Appellant Pinson was found guilty of the offense of abandonment and non-support of his minor child, OCGA 19-10-1
. In appealing from this judgment he enumerates two errors: (1) the trial court erred in admitting into evidence the report on the blood test performed to determine the likelihood vel non of paternity, in that the chain of custody of the blood samples was allegedly not sufficiently established; and (2) that the trial court violated defendant/appellant's constitutional right against self-incrimination by ordering him to undergo a blood test pursuant to OCGA 19-7-5
1. OCGA 19-7-46
expressly permit the admission into evidence of blood tests such as that at issue here "when offered by a duly qualified geneticist, or other duly qualified person." Our examination of the trial transcript reveals that appellant stipulated to the qualification of the laboratory official as an expert witness. The transcript further reveals that this witness testified that the blood samples involved in the test were handled according to the laboratory's normal procedures, and that the laboratory's "internal chain of custody" of the samples was maintained at all times. We find no error in the admission of this evidence, and appellant's first enumeration is devoid of merit.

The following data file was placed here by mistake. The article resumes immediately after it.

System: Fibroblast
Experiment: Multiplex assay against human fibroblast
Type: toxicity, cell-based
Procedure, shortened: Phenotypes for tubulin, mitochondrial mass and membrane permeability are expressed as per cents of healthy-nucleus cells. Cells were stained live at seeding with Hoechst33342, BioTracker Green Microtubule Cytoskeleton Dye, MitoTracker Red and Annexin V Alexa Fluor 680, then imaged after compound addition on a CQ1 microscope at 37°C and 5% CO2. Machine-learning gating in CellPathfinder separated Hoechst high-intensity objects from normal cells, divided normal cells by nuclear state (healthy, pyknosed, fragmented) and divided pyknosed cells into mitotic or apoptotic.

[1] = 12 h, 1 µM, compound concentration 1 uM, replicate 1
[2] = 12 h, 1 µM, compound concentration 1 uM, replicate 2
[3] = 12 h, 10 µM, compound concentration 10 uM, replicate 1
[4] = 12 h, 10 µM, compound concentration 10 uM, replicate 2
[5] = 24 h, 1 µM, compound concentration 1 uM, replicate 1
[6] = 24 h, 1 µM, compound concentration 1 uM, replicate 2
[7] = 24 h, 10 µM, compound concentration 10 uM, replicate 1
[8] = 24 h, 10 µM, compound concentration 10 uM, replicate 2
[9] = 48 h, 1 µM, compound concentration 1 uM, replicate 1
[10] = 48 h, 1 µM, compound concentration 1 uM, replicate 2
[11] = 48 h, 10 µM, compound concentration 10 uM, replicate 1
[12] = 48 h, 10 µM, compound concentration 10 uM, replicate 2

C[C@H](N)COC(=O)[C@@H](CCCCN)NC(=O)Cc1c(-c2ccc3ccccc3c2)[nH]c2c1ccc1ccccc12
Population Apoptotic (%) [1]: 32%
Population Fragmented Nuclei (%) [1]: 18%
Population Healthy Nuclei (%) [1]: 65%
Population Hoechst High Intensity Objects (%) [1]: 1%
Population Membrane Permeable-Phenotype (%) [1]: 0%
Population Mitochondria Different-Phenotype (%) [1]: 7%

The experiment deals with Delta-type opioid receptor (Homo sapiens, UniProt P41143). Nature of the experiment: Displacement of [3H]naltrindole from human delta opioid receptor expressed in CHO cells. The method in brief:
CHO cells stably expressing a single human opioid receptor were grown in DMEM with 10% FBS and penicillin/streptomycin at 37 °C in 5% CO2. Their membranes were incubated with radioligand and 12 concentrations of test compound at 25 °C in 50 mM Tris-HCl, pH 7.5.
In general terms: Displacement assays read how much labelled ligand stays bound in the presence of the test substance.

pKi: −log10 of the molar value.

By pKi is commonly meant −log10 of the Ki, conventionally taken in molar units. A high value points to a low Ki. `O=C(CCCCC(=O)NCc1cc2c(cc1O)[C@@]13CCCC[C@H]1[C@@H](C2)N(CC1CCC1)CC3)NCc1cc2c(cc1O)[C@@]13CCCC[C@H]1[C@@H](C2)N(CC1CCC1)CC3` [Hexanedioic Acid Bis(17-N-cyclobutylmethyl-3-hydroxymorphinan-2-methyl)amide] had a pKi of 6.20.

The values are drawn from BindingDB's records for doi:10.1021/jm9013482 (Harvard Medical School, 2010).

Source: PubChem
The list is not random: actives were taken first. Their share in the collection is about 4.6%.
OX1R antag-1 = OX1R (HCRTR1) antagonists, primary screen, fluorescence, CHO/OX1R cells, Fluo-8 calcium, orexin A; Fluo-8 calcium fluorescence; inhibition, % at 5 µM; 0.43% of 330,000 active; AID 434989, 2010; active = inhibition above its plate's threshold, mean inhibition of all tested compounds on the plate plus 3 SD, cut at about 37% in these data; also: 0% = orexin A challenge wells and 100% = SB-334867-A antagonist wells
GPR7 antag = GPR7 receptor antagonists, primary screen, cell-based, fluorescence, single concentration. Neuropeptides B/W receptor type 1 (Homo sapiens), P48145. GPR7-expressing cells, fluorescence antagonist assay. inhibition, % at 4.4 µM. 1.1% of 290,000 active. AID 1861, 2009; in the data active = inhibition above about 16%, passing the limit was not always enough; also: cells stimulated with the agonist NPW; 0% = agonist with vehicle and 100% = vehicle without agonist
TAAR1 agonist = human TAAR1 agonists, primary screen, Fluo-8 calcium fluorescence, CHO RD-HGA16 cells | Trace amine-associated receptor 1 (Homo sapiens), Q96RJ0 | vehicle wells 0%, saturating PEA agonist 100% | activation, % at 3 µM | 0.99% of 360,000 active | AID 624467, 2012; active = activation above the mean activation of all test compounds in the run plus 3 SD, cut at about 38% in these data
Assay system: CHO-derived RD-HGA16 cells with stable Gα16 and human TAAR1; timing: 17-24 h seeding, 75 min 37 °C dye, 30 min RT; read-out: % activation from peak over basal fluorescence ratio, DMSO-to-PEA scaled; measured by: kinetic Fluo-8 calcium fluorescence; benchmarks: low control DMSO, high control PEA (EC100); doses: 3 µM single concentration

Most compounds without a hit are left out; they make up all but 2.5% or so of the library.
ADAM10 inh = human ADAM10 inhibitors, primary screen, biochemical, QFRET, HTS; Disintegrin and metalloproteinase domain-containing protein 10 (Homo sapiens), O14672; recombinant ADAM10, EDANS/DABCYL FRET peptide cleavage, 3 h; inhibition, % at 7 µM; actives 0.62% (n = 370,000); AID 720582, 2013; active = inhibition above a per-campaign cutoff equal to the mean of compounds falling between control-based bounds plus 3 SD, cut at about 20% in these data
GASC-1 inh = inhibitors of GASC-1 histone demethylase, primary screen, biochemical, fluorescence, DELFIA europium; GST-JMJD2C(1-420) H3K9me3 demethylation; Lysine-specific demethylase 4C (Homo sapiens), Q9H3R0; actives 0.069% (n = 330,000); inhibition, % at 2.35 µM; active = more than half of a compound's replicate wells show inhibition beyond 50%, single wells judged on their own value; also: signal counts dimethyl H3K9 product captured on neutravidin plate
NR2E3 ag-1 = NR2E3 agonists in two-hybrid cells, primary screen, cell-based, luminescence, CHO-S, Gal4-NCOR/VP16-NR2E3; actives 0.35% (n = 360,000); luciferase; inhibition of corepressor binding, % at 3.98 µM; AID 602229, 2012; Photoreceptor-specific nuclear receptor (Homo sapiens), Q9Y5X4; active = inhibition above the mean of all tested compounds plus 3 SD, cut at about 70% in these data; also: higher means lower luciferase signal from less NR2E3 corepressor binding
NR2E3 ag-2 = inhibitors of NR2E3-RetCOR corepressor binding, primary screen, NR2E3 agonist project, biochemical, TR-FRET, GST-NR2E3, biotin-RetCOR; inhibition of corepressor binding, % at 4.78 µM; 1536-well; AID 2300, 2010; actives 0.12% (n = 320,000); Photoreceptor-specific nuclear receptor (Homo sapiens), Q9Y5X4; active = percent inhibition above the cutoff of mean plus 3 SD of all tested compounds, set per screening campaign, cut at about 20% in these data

2. OCGA 19-7-45
expressly authorizes the trial court to order blood tests when, as in the instant case, properly requested. As to violation of the constitutional guarantees against self-incrimination, the Supreme Court held in Raines v. White, 248 Ga. 406
, 407 (284 SE2d 7
) (1981), that requiring a blood test for the purpose of proving or disproving paternity "would not compel appellant to be a witness against himself within the meaning of the Fifth Amendment of the United States Constitution [cit.] nor would such procedure compel him 'to give testimony tending in any manner to incriminate himself' within the meaning of the Georgia Constitution." See also Smith v. City of East Point, 189 Ga. App. 454 (376 SE2d 215) (1988)
. Georgia's highest court having expressly held the challenged requirement to be constitutional, appellant's second enumeration is also without merit.
BEASLEY, Judge, concurring specially.
I concur fully but wish to point out that the wording in the Georgia Constitution quoted in Raines v. White, 248 Ga. 406
, 407 (284 SE2d 7
) (1981), has changed somewhat. It now is "to be self-incriminating" instead of "to incriminate himself." Ga. Const. 1983, Art. I, Sec. I, Par. XVI. Although it is the latter which applies to this case, the result is the same.
Charles E. Muskett, for appellant.